Driving Lessons (15) <!-- none onestar twostar threestar fourstar fivestar -->

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The Independent Culture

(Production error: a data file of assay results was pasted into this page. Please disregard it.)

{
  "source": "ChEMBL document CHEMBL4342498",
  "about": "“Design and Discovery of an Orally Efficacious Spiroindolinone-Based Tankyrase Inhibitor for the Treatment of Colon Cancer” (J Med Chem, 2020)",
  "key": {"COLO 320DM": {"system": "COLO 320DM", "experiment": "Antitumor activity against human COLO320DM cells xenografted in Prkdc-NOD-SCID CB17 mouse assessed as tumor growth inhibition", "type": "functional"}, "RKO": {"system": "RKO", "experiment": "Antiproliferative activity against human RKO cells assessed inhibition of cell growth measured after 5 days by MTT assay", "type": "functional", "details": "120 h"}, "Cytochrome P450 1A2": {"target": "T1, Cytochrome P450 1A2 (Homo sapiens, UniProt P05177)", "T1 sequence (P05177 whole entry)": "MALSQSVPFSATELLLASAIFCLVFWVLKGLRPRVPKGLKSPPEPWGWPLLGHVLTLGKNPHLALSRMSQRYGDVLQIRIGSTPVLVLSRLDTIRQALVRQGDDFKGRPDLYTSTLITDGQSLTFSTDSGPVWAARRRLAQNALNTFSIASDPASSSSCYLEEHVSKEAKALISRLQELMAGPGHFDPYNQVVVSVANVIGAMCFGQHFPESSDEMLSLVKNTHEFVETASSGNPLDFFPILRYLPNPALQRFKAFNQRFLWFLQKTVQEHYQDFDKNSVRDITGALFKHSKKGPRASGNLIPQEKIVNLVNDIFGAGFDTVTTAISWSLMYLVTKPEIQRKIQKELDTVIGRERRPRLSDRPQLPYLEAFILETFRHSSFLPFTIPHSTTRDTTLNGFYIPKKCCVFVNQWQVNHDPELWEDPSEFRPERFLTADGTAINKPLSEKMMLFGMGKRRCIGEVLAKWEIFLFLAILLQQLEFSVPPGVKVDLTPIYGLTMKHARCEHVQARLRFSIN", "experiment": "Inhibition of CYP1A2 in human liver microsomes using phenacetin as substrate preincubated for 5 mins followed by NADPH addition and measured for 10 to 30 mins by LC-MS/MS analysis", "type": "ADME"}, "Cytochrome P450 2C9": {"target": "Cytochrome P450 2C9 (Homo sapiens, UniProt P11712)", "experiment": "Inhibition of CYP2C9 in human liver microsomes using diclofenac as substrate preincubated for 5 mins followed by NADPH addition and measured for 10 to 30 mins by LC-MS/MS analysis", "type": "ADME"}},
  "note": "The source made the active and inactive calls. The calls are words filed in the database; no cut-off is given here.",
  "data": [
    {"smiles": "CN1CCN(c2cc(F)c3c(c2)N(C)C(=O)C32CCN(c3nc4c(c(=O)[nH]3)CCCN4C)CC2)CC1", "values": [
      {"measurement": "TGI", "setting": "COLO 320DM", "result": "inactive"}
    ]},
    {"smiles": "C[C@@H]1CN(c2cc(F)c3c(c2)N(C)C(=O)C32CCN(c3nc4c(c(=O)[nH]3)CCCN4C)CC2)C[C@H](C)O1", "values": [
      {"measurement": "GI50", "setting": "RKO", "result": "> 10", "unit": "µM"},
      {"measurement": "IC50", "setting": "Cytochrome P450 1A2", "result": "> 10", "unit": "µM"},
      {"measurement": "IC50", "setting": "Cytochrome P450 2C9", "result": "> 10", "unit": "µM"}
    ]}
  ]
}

The screenwriter Jeremy Brock gets behind the camera for the first time, flings the L-plates aside and piles head-first into an awful Brit-com mess. It stars Rupert Grint as Ben, a shy and gawky 17-year-old who spends the summer holidays working as assistant to a theatrical dame, Evie (Julie Walters), one of those "impossible" but lovable life-forces that may just set your teeth on edge. Their friendship, a refuge from the Christian zeal of Ben's mother (Laura Linney) and his gentle but ineffectual father (Nicholas Farrell), is stress-tested by an impromptu camping trip and a mercy-dash to Edinburgh. Walters mums away with potty-mouthed exuberance which Brock hopes we'll find as hilarious as he clearly does, while Grint contributes a goggle-eyed bemusement not very different from his Ron Weasley role. Brock, basing his script on personal experience (he worked as a teenager for Dame Peggy Ashcroft), may have exorcised a few ghosts but this partial autobiography will not enhance his reputation, or that of British comedy in general.